Maybe you go for daily walk or have your morning coffee that's your time. Ask yourself if the small important things are disappearing. Did you forget to eat and now it's three o'clock? When was the last time you actually took that hike?

Pay attention again to those human things that you cut out, bit by bit. When all you have left is the job, this is a sign that you're forgetting about you. You're forgetting about things make you passionate and human. This forgetting means you are moving towards burnout. My advice is different for everybody because each person has a different thing that keeps them going.

If you can't remember the last time you did those things that keep you going, then ask yourself, "How do I fit that thing back in? How do I make time for this? It's important to integrate "you" into your passion, into your job, and into the things that create stability. If you put "you" last, your job will feel really, really hard. When you start putting you first, I promise you, it will start feeling a little bit easier.

The Myth of Perfection: Embracing Progress Over Perfection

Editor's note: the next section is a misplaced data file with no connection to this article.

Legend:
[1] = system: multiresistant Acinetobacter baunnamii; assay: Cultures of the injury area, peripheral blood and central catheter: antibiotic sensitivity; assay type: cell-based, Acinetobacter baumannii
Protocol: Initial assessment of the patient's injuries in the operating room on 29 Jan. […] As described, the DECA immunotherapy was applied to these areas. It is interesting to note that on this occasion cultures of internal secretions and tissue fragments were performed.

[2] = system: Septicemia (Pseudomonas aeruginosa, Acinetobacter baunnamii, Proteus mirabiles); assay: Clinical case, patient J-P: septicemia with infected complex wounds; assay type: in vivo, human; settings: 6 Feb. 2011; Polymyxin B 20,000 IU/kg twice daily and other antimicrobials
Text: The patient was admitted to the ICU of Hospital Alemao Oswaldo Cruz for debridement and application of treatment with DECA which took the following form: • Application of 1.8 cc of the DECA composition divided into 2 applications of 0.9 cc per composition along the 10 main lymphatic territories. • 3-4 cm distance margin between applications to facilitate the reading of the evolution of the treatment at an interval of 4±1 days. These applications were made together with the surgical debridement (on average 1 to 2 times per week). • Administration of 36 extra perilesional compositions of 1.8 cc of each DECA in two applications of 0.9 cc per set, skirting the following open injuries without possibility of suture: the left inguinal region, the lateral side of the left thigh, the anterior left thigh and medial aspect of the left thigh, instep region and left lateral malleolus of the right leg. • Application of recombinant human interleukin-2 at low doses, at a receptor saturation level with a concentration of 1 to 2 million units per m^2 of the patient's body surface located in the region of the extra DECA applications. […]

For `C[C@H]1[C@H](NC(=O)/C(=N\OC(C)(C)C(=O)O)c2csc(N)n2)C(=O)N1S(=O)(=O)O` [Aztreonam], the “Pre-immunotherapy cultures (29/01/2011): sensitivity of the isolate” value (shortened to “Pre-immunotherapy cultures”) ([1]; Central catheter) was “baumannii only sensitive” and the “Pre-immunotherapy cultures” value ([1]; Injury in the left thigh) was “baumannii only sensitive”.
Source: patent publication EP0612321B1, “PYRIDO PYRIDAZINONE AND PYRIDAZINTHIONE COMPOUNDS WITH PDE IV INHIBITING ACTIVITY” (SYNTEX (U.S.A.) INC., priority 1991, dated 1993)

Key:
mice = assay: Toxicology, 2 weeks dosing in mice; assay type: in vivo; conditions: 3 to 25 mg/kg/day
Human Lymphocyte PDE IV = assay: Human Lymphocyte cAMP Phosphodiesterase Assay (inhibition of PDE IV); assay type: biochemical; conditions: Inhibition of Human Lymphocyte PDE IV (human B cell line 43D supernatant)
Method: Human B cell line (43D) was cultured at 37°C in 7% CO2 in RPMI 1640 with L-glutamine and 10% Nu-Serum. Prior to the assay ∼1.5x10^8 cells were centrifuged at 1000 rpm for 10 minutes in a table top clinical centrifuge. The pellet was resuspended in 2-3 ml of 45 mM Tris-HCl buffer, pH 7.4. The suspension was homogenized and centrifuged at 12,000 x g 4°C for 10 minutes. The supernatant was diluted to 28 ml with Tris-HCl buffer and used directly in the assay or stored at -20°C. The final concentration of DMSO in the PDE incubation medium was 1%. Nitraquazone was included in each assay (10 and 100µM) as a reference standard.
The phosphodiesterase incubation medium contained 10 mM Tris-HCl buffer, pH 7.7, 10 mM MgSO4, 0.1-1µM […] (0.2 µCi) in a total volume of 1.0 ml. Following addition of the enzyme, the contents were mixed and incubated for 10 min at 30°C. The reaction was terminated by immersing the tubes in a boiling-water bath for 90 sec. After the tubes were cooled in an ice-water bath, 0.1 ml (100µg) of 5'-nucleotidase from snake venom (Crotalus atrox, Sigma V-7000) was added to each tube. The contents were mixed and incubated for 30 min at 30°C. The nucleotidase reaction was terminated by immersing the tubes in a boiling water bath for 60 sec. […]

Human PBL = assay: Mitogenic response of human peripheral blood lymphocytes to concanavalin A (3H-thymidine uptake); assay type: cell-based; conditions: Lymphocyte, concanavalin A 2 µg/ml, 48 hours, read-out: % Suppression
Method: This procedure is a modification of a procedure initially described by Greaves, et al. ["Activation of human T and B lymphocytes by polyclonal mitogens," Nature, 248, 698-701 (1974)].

Spinning Forward: You've worked with the Toronto Raptors in the past. Elite athletes have a coach for every aspect of their life. How do the rest of us who don't have coaches better organize and schedule our lives to be our own coach?

Jhanelle Peters: If you worked in a corporate space and your boss said you have this meeting at one o'clock, you're showing up to that meeting at 12:50. Why don't we hold the same accountability and space and time for ourselves? If you said that at this time is when you're going to make sure you take a break and eat, why aren't you doing that?

You're right that athletes have everything carved out because the truth is, if things aren't scheduled for them, they can't perform. It's the same for each person. If athletes don't feed themselves properly, if they don't give themselves rest, if they don't take care of their bodies, they can't do anything on the court.

Wouldn't that be the same for you as a content creator? If you don't take care of your body, if you don't give yourself what you need, how are you going to pump out that content?

Spinning Forward: Do you have a call to action for young people, especially people of color and marginalized people who often feel overwhelmed?

Jhanelle Peters: Many of us grow up striving for perfection. We grow up in an environment that expects you to be better than other people and work ten times harder. It's often ingrained to keep pushing ourselves and ignore the warming signs our body is telling us.